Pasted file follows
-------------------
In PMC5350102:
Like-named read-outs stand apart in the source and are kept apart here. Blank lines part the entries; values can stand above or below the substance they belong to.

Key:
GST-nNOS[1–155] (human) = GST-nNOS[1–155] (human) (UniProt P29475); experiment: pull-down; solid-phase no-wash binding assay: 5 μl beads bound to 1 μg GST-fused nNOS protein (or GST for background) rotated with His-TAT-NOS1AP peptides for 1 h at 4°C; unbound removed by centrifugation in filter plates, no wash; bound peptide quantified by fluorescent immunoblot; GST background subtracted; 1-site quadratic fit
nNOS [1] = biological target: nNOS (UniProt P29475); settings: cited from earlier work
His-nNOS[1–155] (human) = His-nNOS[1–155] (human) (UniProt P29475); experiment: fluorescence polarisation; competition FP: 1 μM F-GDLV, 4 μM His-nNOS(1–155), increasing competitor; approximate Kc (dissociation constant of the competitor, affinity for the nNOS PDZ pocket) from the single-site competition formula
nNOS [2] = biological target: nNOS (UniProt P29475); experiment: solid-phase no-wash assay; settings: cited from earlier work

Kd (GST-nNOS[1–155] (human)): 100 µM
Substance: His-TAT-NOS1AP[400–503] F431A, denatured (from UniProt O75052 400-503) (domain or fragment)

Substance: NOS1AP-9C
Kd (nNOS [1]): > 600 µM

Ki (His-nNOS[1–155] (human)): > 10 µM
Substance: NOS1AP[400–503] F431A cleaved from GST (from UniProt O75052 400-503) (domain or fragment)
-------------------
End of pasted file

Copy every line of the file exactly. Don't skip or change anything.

In PMC5350102:
Like-named read-outs stand apart in the source and are kept apart here. Blank lines part the entries; values can stand above or below the substance they belong to.

Key:
GST-nNOS[1–155] (human) = GST-nNOS[1–155] (human) (UniProt P29475); experiment: pull-down; solid-phase no-wash binding assay: 5 μl beads bound to 1 μg GST-fused nNOS protein (or GST for background) rotated with His-TAT-NOS1AP peptides for 1 h at 4°C; unbound removed by centrifugation in filter plates, no wash; bound peptide quantified by fluorescent immunoblot; GST background subtracted; 1-site quadratic fit
nNOS [1] = biological target: nNOS (UniProt P29475); settings: cited from earlier work
His-nNOS[1–155] (human) = His-nNOS[1–155] (human) (UniProt P29475); experiment: fluorescence polarisation; competition FP: 1 μM F-GDLV, 4 μM His-nNOS(1–155), increasing competitor; approximate Kc (dissociation constant of the competitor, affinity for the nNOS PDZ pocket) from the single-site competition formula
nNOS [2] = biological target: nNOS (UniProt P29475); experiment: solid-phase no-wash assay; settings: cited from earlier work

Kd (GST-nNOS[1–155] (human)): 100 µM
Substance: His-TAT-NOS1AP[400–503] F431A, denatured (from UniProt O75052 400-503) (domain or fragment)

Substance: NOS1AP-9C
Kd (nNOS [1]): > 600 µM

Ki (His-nNOS[1–155] (human)): > 10 µM
Substance: NOS1AP[400–503] F431A cleaved from GST (from UniProt O75052 400-503) (domain or fragment)